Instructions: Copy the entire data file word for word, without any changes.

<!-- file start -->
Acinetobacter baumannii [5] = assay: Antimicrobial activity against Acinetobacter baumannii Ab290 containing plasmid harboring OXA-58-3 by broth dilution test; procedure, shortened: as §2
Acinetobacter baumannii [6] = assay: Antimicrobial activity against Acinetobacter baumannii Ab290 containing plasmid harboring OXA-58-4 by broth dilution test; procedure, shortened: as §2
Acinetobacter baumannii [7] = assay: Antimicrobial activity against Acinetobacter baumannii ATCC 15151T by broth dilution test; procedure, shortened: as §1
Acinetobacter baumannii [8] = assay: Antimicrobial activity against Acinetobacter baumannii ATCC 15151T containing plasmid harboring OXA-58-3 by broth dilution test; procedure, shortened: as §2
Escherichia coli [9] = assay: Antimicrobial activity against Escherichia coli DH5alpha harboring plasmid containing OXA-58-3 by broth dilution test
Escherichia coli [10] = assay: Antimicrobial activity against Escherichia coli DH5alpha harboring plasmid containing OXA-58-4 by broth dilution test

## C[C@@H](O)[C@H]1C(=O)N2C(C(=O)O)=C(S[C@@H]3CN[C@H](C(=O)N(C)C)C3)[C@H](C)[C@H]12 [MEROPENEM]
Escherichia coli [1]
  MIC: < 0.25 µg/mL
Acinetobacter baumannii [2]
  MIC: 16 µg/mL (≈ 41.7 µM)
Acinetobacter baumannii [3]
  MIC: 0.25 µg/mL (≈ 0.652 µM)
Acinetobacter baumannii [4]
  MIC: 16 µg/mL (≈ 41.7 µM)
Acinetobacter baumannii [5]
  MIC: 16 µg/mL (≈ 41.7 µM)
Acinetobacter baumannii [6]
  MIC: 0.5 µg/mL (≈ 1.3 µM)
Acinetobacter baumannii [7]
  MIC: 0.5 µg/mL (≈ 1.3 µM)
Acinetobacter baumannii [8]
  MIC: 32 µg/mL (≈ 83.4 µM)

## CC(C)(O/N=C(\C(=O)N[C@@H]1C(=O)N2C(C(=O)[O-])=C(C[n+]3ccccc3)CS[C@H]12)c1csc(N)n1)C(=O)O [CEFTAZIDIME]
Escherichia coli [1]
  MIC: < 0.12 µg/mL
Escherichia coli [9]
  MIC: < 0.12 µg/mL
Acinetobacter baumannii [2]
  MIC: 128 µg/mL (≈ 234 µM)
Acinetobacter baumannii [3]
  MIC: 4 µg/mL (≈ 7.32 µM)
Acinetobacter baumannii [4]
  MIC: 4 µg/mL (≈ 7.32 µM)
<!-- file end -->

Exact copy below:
Acinetobacter baumannii [5] = assay: Antimicrobial activity against Acinetobacter baumannii Ab290 containing plasmid harboring OXA-58-3 by broth dilution test; procedure, shortened: as §2
Acinetobacter baumannii [6] = assay: Antimicrobial activity against Acinetobacter baumannii Ab290 containing plasmid harboring OXA-58-4 by broth dilution test; procedure, shortened: as §2
Acinetobacter baumannii [7] = assay: Antimicrobial activity against Acinetobacter baumannii ATCC 15151T by broth dilution test; procedure, shortened: as §1
Acinetobacter baumannii [8] = assay: Antimicrobial activity against Acinetobacter baumannii ATCC 15151T containing plasmid harboring OXA-58-3 by broth dilution test; procedure, shortened: as §2
Escherichia coli [9] = assay: Antimicrobial activity against Escherichia coli DH5alpha harboring plasmid containing OXA-58-3 by broth dilution test
Escherichia coli [10] = assay: Antimicrobial activity against Escherichia coli DH5alpha harboring plasmid containing OXA-58-4 by broth dilution test

## C[C@@H](O)[C@H]1C(=O)N2C(C(=O)O)=C(S[C@@H]3CN[C@H](C(=O)N(C)C)C3)[C@H](C)[C@H]12 [MEROPENEM]
Escherichia coli [1]
  MIC: < 0.25 µg/mL
Acinetobacter baumannii [2]
  MIC: 16 µg/mL (≈ 41.7 µM)
Acinetobacter baumannii [3]
  MIC: 0.25 µg/mL (≈ 0.652 µM)
Acinetobacter baumannii [4]
  MIC: 16 µg/mL (≈ 41.7 µM)
Acinetobacter baumannii [5]
  MIC: 16 µg/mL (≈ 41.7 µM)
Acinetobacter baumannii [6]
  MIC: 0.5 µg/mL (≈ 1.3 µM)
Acinetobacter baumannii [7]
  MIC: 0.5 µg/mL (≈ 1.3 µM)
Acinetobacter baumannii [8]
  MIC: 32 µg/mL (≈ 83.4 µM)

## CC(C)(O/N=C(\C(=O)N[C@@H]1C(=O)N2C(C(=O)[O-])=C(C[n+]3ccccc3)CS[C@H]12)c1csc(N)n1)C(=O)O [CEFTAZIDIME]
Escherichia coli [1]
  MIC: < 0.12 µg/mL
Escherichia coli [9]
  MIC: < 0.12 µg/mL
Acinetobacter baumannii [2]
  MIC: 128 µg/mL (≈ 234 µM)
Acinetobacter baumannii [3]
  MIC: 4 µg/mL (≈ 7.32 µM)
Acinetobacter baumannii [4]
  MIC: 4 µg/mL (≈ 7.32 µM)